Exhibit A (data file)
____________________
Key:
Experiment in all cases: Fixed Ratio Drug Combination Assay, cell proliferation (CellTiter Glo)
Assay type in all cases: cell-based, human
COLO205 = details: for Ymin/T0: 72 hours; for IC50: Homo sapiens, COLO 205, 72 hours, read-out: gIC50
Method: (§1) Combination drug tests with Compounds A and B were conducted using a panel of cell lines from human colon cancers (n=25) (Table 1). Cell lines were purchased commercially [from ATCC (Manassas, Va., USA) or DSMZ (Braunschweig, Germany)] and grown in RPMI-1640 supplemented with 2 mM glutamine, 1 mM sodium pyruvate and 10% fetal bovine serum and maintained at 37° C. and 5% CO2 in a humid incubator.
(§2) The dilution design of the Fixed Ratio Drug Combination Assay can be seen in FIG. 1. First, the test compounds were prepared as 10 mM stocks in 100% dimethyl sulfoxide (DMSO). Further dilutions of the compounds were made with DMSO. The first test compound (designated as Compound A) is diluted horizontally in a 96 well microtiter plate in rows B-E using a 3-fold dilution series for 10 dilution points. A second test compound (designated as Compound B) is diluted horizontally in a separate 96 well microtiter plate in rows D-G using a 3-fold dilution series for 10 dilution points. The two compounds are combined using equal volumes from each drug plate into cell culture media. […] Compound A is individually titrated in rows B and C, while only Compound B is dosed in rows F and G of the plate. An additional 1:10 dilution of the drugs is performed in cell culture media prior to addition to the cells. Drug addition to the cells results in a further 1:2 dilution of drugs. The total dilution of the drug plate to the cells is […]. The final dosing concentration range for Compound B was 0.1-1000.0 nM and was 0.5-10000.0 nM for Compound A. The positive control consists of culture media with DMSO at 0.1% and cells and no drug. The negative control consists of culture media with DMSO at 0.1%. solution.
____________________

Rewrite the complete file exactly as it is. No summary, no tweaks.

Key:
Experiment in all cases: Fixed Ratio Drug Combination Assay, cell proliferation (CellTiter Glo)
Assay type in all cases: cell-based, human
COLO205 = details: for Ymin/T0: 72 hours; for IC50: Homo sapiens, COLO 205, 72 hours, read-out: gIC50
Method: (§1) Combination drug tests with Compounds A and B were conducted using a panel of cell lines from human colon cancers (n=25) (Table 1). Cell lines were purchased commercially [from ATCC (Manassas, Va., USA) or DSMZ (Braunschweig, Germany)] and grown in RPMI-1640 supplemented with 2 mM glutamine, 1 mM sodium pyruvate and 10% fetal bovine serum and maintained at 37° C. and 5% CO2 in a humid incubator.
(§2) The dilution design of the Fixed Ratio Drug Combination Assay can be seen in FIG. 1. First, the test compounds were prepared as 10 mM stocks in 100% dimethyl sulfoxide (DMSO). Further dilutions of the compounds were made with DMSO. The first test compound (designated as Compound A) is diluted horizontally in a 96 well microtiter plate in rows B-E using a 3-fold dilution series for 10 dilution points. A second test compound (designated as Compound B) is diluted horizontally in a separate 96 well microtiter plate in rows D-G using a 3-fold dilution series for 10 dilution points. The two compounds are combined using equal volumes from each drug plate into cell culture media. […] Compound A is individually titrated in rows B and C, while only Compound B is dosed in rows F and G of the plate. An additional 1:10 dilution of the drugs is performed in cell culture media prior to addition to the cells. Drug addition to the cells results in a further 1:2 dilution of drugs. The total dilution of the drug plate to the cells is […]. The final dosing concentration range for Compound B was 0.1-1000.0 nM and was 0.5-10000.0 nM for Compound A. The positive control consists of culture media with DMSO at 0.1% and cells and no drug. The negative control consists of culture media with DMSO at 0.1%. solution.